Many marriages among the World War I-era American radicals were transformed into working partnerships or open marriages, or simply came apart as the moral boundaries faded away. Love affairs were rampant, and in the case of the Sangers, such an affair accelerated the demise of their marriage. Margaret Sanger’s fling with the Greek anarchist John Rompapas may have been the motivating factor in the Sangers’ decision to move to Paris in 1913 – a last ditch effort to save a compromised marriage. It didn’t work, and Margaret Sanger returned with the children to New York, Rompapas and her circle of anarchist friends, leaving Bill Sanger in Paris to paint. They were never to live together again.
That winter of 1914 she began editing and publishing the Woman Rebel, in which marriage featured prominently among the many targets of her anti-establishment outbursts. Sanger declared in the first issue a woman’s “ right to be an unmarried mother,” an identity she had herself assumed, though she would not be legally divorced for another eight years. (“On Picket Duty,” Woman Rebel, March 1914, 3.) In an article in the next issue titled “Marriage,” she deemed it a failed institution that enslaved women.
“Marriage, which should be the personal agreement between a man and a woman, should be no concern of the State or of the Church. Never have either of these institutions interested themselves in the happiness or health of the individual. . . Marriage laws abrogate the freedom of woman by enforcing upon her a continuous sexual slavery and a compulsory motherhood. . . . A man and woman who under a natural condition avow their love for each other should be immediately qualified by this to give expression to their love or to perpetuate the race without the necessity of a public declaration. . . .The marriage institution viewed from the light of human experience and the demands of the individual has proven a failure.” (“Marriage,” Woman Rebel, April 1914, 8.)
A few years later in her first major book, Woman and the New Race, in a slightly more restrained but no less angry fashion, Sanger continued to rail against organized religion and the state for using marriage to keep women submissive and ignorant about their own sexuality - a “pure” and controllable “asset to the church, the state, and the man.”
Despite these blistering attacks on marriage, Sanger was something of a romantic at heart and spoke in nearly spiritual terms of unions built of a natural, unadulterated love. As she carved out her intellectual rationale for birth control, drawing mainly on the work of the new European sexologists, she emphasized the creative force of the sexual bond which should be celebrated. To Sanger, it was a profound physical and spiritual love that ultimately secured and advanced a relationship; the marriage institution itself had little to do with it. She told an audience in 1921:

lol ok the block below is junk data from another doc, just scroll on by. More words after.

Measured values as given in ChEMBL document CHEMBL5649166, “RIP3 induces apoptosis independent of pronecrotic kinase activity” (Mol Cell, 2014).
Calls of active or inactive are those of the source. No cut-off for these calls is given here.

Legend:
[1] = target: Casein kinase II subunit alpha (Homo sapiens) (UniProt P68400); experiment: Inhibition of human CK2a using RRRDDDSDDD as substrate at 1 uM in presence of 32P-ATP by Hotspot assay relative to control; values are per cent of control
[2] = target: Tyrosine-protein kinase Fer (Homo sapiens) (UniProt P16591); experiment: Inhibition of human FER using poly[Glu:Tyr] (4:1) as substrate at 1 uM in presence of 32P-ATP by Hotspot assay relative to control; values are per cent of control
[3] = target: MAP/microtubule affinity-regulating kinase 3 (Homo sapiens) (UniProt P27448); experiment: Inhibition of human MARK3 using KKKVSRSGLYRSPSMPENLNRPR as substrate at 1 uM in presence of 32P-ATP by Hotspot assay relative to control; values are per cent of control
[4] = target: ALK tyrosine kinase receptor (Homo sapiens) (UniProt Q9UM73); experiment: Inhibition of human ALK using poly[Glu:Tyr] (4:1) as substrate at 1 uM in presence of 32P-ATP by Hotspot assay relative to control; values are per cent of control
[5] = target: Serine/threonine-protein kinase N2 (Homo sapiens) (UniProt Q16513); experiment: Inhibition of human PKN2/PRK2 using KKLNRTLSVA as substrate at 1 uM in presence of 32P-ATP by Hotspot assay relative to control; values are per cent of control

“I contend that it is just as sacred and just as beautiful for two people to express their love when they have no intention whatsoever of becoming parents. And I contend that they can go into that relationship with the same beauty and the same holiness with which they go into music or to prayer.” (“Closing Remarks, First American Birth Control Conference,” Nov. 18, 1921, Vol. 1, 328-9.)
Sanger spoke these words at the conclusion of the First American Birth Control Conference, as J. Noah Slee, self-made millionaire and president of the Three-in-One Oil Company, stood in the wings ready to escort her home. He had been hot in pursuit of Sanger since that spring and had made his intentions clear. Sanger’s close friend Juliet Rublee wondered if marriage was around the corner. Sanger retorted that Slee “has not the money enough to pay the price – He could not inspire me to love . . . it would be for love or money enough to put the b. c. movement on the map. He has not the means to do either.” She obviously was not yet aware of his net worth. “But besides that and all joking aside dearest,” she told Rublee, “I am not inclined to marriage. Freedom is too lovely & I want to enjoy it for a time.” (MS to Rublee, June 22, 1921, Vol. 1, 299-300.)
Sanger continued to brush off the marriage question, with Slee accompanying her everywhere, telling her occasional lover, the English novelist and cricket chronicler, Hugh de Selincourt “I don’t believe in that institution particularly – do we?” She joked to him that “I shall marry for wealth some day soon & come & live near you – yes?” (MS to de Selincourt, Jan. 27, 1922 and July 15, 1922, Vol. 1, 339, 345.)